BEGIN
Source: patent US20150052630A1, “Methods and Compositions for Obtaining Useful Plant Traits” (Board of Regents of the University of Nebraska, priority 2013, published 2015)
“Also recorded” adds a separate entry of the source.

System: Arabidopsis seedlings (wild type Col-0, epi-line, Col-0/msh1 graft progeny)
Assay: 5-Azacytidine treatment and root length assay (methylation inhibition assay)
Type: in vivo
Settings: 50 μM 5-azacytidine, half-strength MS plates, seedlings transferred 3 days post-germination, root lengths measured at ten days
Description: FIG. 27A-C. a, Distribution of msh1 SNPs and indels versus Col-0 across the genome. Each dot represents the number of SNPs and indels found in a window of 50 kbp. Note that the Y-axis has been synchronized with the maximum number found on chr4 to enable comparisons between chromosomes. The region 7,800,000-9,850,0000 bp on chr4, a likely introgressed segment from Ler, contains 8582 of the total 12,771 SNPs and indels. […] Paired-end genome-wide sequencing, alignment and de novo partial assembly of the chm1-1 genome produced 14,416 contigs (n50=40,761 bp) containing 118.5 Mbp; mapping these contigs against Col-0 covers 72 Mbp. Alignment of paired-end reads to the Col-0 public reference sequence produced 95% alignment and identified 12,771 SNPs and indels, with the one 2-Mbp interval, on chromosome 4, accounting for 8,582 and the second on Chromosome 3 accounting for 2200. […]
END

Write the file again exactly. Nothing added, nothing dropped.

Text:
Source: patent US20150052630A1, “Methods and Compositions for Obtaining Useful Plant Traits” (Board of Regents of the University of Nebraska, priority 2013, published 2015)
“Also recorded” adds a separate entry of the source.

System: Arabidopsis seedlings (wild type Col-0, epi-line, Col-0/msh1 graft progeny)
Assay: 5-Azacytidine treatment and root length assay (methylation inhibition assay)
Type: in vivo
Settings: 50 μM 5-azacytidine, half-strength MS plates, seedlings transferred 3 days post-germination, root lengths measured at ten days
Description: FIG. 27A-C. a, Distribution of msh1 SNPs and indels versus Col-0 across the genome. Each dot represents the number of SNPs and indels found in a window of 50 kbp. Note that the Y-axis has been synchronized with the maximum number found on chr4 to enable comparisons between chromosomes. The region 7,800,000-9,850,0000 bp on chr4, a likely introgressed segment from Ler, contains 8582 of the total 12,771 SNPs and indels. […] Paired-end genome-wide sequencing, alignment and de novo partial assembly of the chm1-1 genome produced 14,416 contigs (n50=40,761 bp) containing 118.5 Mbp; mapping these contigs against Col-0 covers 72 Mbp. Alignment of paired-end reads to the Col-0 public reference sequence produced 95% alignment and identified 12,771 SNPs and indels, with the one 2-Mbp interval, on chromosome 4, accounting for 8,582 and the second on Chromosome 3 accounting for 2200. […]